While anti-PD-1 treatments don’t work for everyone and do have certain side-effects, MRA and others are funding research to overcome these limitations.  Nevertheless, the demonstrated progress against melanoma fuels the hope that we’ll look back to 2014 and say, “That was the year everything changed.”

About the Author

Louise Perkins HeadshotLouise M. Perkins, Ph.D., joined the Melanoma Research Alliance (MRA) as Chief Science Officer in 2013 where she is responsible for the development and implementation of MRA’s scientific strategy.  Her interests center on translational research with specific concentration on genomics, drug discovery and the advancement of novel therapeutic approaches. Prior to joining MRA, she was Chief Scientific Officer at the Multiple Myeloma Research Foundation (MMRF) for five years following a research career of 16 years at two major pharmaceutical companies.

*Note: Merck’s anti-PD-1 pembrolizumab received Breakthrough Therapy designation for melanoma in May 2013; BMS’ anti-PD-1 nivolumab received Breakthrough Therapy designation for Hodgkin Lymphoma in May 2014; Genentech/Roche’s anti-PD-L1 MPDL-3280A received Breakthrough Therapy designation for bladder cancer in June 2014.

Melanoma News Round-Up, July 12

Hello everyone! We’re back to bring you the news highlights for all things melanoma and MRA.

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In celebration of UV Safety Month this July, J.Crew will donate $1 to MRA for every Instagram upload showing how you cover up and have fun in the sun.  Just tag it #JCrewSmartSun and help win donations for MRA.  Thanks to the generosity of our founders, 100% of funds raised will go directly toward melanoma research.  Stay sunsafe and help fund cutting-edge research – it’s a win-win!

This week marked game-changing progress for melanoma treatment as regulators in Japan granted the world’s 1st approval of the anti-PD-1 drug, nivolumab.  News also broke that Bristol-Myers Squibb will be seeking FDA approval of nivolumab, making this breakthrough immunotherapy available in the United States months ahead of schedule.

MRA also hailed the launch of an Expanded Access Program for advanced melanoma patients to receive a combination therapy of ipilimumab and nivolumab.  This method of combination therapy has shown promising results for late-stage melanoma patients.

On the prevention front, MRA is delighted to report Hawaii became the 10th state to ban indoor tanning for minors under 18 years of age.  There is much more work to be done to reduce everyone’s risk for skin cancer and melanoma, but the passage of this bill is a step in the right direction.

You don’t want to miss this great interview on the dangers of sun exposure and skin cancer with dermatologist, Dr. Mitchell Kline, by legendary PIX11 broadcaster, Marvin Scott.

GENlogoCMYK_092313Finally, we’re proud to share that MRA was ranked the #1 Grant-Giving Disease Foundation by Genetic Engineering & Biotechnology News (GEN).  As always, we are dedicated to finding a cure for melanoma and working toward a day when no one will suffer or die from this disease.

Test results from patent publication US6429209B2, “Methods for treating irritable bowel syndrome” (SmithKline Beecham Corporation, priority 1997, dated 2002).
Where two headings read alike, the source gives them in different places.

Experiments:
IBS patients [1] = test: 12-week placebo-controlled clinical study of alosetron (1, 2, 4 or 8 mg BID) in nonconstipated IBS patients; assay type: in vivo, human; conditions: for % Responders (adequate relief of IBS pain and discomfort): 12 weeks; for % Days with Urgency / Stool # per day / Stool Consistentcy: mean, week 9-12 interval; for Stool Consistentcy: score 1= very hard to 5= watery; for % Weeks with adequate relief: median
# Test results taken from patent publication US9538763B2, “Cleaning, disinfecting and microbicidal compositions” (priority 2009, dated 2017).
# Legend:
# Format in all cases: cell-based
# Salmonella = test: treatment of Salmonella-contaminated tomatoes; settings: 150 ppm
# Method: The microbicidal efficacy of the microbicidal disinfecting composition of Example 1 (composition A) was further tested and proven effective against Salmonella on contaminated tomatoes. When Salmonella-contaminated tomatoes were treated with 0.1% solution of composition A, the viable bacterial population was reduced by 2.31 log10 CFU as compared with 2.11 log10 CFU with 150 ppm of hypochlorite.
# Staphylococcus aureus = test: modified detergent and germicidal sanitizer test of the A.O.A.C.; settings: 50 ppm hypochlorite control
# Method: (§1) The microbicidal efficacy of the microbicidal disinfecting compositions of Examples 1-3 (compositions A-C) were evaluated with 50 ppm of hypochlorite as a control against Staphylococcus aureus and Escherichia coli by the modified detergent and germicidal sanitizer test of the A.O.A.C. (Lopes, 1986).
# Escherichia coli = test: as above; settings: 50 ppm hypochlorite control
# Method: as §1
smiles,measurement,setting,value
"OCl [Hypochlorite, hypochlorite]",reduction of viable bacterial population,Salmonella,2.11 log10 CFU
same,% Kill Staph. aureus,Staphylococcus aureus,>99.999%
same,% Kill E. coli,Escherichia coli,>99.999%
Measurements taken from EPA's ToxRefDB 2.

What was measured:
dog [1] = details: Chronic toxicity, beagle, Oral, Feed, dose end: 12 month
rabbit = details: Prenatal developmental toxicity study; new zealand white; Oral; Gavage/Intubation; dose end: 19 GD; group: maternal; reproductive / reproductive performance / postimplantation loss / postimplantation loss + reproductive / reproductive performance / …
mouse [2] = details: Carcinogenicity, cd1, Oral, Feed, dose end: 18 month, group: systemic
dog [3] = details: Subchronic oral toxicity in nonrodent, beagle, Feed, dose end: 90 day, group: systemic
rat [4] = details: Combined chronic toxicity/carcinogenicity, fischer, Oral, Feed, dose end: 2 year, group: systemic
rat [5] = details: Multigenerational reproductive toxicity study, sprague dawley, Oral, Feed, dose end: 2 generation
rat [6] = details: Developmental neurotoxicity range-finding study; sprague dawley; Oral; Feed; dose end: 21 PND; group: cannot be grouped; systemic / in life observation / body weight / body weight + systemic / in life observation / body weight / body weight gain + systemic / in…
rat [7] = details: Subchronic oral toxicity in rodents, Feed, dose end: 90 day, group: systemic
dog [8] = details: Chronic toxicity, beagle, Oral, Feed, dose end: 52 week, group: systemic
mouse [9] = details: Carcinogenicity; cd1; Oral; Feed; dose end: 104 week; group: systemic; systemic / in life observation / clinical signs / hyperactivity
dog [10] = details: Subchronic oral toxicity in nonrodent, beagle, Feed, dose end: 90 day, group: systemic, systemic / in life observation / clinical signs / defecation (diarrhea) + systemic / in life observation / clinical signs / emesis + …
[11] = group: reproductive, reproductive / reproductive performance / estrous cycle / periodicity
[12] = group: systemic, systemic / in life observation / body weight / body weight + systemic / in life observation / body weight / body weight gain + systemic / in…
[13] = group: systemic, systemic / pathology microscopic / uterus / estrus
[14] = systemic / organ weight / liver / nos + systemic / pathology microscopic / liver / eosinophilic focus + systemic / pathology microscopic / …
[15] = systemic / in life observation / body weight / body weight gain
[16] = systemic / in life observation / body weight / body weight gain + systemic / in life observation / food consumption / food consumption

Melanoma News Round-Up, May 31

Today is the last day of Melanoma Awareness Month and what a ride it’s been!  Thank you to all of our allies and everyone who dedicated their efforts to raising awareness of melanoma and offering support to fund melanoma research.

MRA is delighted to share our brand new video featuring our world-class research program. We’re incredibly proud of our impact on melanoma research, providing $120 million through grants and leveraged funding to accelerate scientific discovery and its translation. Watch the video and learn how we do it!

[youtube https://www.youtube.com/watch?v=9X9Q-uNWnQI]

 

From May 30 to June 3, MRA is attending the American Society of Clinical Oncology‘s (ASCO) 50th annual meeting in Chicago and ASCO is all abuzz about immunotherapies and melanoma treatment.  To learn more about immunotherapy treatments, check out these articles:

New drugs aid in the fight against melanoma, the deadliest skin cancer via Miami Herald

Immune Therapy’s Cancer Promise Creates Research Rush via Bloomberg

Advances in Melanoma Treatment Prolonging Lives via Boston Globe

This Thursday, the FDA announced it will now require warning labels on tanning beds.  This black-box warning will state that sunlamps in tanning salons should not be used by persons under 18.  This marks another incredible advancement in melanoma prevention policy, in addition to Minnesota and Louisiana announcing legislation banning minors from tanning bed use.

Nine states total have instituted under-18 bans for indoor tanning to address the alarming incidence of melanoma in young people.  Melanoma is the second most common form of cancer people aged 15-29.  A recent study shows that indoor tanning increases your risk of melanoma, even if you don’t burn, because “tanning is a biological response to damage to the DNA […] and you’re going to get that [ultraviolet light] damage in a tanning booth whether or not you burn.”

To address this health risk to young people, the Jeff Dulude Melanoma Foundation and Edgemakers are inviting teenagers to help create a PSA to warn their peers about the dangers of melanoma and how to prevent it.  Learn more about the contest here.